There are two different audiences for this argument. Apple is aiming part of this messaging at investors, who are trying to figure out how much money Apple can make by selling things like its gaming service, its news service, and whatever its video service is going to be. The other group is the people and companies Apple needs to partner with to make these services work, by supplying content and support for said services.

Whether it works or not seems to depend on the audience.

Read the full article in Recode

Car-subscription service Carly Launches in Australia
Excerpts from an article by Andrew Chesterton in carsguide. 

A new car-subscription service has launched in Australia, promising what it calls a “true alternative to purchasing a vehicle”.

The Carly subscription program (a part of the Collaborate Corporation that also runs peer-to-peer car-sharing network DriveMyCar) has been online since the beginning of the week, and it says it has already begun attracting customers. The service currently has 130 vehicles online ranging from $119 per week (2009 Mazda 3 Neo Sport on the cheapest package) to $616 per week (2012 Audi Q7 TDI on the most expensive package).

Unlike car-on-demand services like Go Get, the Carly business model offers three level of subscription – entry, medium and ultimate – with each offering a different amount of included kilometres, and differing levels of insurance excess in the event of damage, but with cars you keep indefinitely.

But not matter which package you choose, they all have one thing in common – the ability to switch cars at least once every month, choosing between small city cars and larger SUVs, and even performance models and convertibles, as your circumstances demand it.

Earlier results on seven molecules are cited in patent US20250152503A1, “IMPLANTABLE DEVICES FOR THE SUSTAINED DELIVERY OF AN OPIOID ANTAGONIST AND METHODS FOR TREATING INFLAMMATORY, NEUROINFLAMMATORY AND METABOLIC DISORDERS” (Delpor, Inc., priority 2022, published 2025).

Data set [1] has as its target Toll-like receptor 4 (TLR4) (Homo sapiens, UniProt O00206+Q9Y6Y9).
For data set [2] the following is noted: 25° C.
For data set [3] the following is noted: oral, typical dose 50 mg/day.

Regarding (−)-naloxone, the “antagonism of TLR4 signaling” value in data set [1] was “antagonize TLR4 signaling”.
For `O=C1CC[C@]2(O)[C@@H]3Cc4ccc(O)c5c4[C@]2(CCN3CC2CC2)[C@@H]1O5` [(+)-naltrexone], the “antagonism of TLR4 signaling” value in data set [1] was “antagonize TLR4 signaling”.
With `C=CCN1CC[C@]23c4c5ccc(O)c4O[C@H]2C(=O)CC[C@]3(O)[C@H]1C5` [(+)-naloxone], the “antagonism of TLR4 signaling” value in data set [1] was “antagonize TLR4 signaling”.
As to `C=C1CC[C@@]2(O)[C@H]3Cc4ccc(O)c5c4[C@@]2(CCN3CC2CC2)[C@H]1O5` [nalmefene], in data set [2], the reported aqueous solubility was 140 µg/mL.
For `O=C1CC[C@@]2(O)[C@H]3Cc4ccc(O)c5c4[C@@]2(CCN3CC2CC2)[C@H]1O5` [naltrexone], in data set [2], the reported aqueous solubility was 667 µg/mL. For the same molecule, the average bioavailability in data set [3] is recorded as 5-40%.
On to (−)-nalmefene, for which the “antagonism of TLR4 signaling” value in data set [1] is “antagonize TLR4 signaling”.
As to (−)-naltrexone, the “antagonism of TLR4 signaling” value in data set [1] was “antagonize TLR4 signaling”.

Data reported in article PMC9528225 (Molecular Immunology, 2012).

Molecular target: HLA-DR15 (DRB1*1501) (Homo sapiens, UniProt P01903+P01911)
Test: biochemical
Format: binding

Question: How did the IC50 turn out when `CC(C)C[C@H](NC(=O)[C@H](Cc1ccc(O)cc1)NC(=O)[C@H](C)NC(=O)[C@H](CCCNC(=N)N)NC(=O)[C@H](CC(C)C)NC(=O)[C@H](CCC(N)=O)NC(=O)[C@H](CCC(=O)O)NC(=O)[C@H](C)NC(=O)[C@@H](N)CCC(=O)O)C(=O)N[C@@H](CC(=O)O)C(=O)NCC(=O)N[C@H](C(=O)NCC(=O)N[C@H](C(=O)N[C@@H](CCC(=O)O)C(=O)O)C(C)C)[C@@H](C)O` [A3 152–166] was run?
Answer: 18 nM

The idea being that, if your family circumstances change or if you have a holiday or house move coming up, you can switch cars accordingly. All maintenance, registration and insurance costs are included, too. And when you subscribe to a vehicle, or decide to switch cars, a Carly worker will pick-up and deliver the vehicle to you at home or work.

Read the full article in carsguide. 

Tech giants release subscriptions, not products
Excerpts from an article by Neil Hughes in TechHQ

A recent Gartner survey suggests that in only two years, 81 percent believe that they will be competing on the basis of customer experience (CX). There appears to be a trend developing around the final step of the CX lifecycle. Many new startups are already struggling to obtain funding without a recurring revenue business model. At the other end of the scale, tech behemoth Apple is shifting its attention to recurring subscription models too.

Welcome to the booming subscription economy where many companies are increasingly finding the allure of recurring revenue too hard to resist. By charging under $10 a month, it’s widely thought that customers don’t worry about the price. In many ways, the subscription has become the digital equivalent of a gym membership that many people have, but don’t necessarily use regularly.

The much-loved new business model is attractive to businesses for obvious reasons, such as increasing cash flow. Traditionally, a brand has charged a one-off payment in exchange for product or service. By contrast, subscriptions enable businesses to receive regular, recurring sales, throw in superior customer experience, and many will remain loyal to your brand.

Read the full article in TechHQ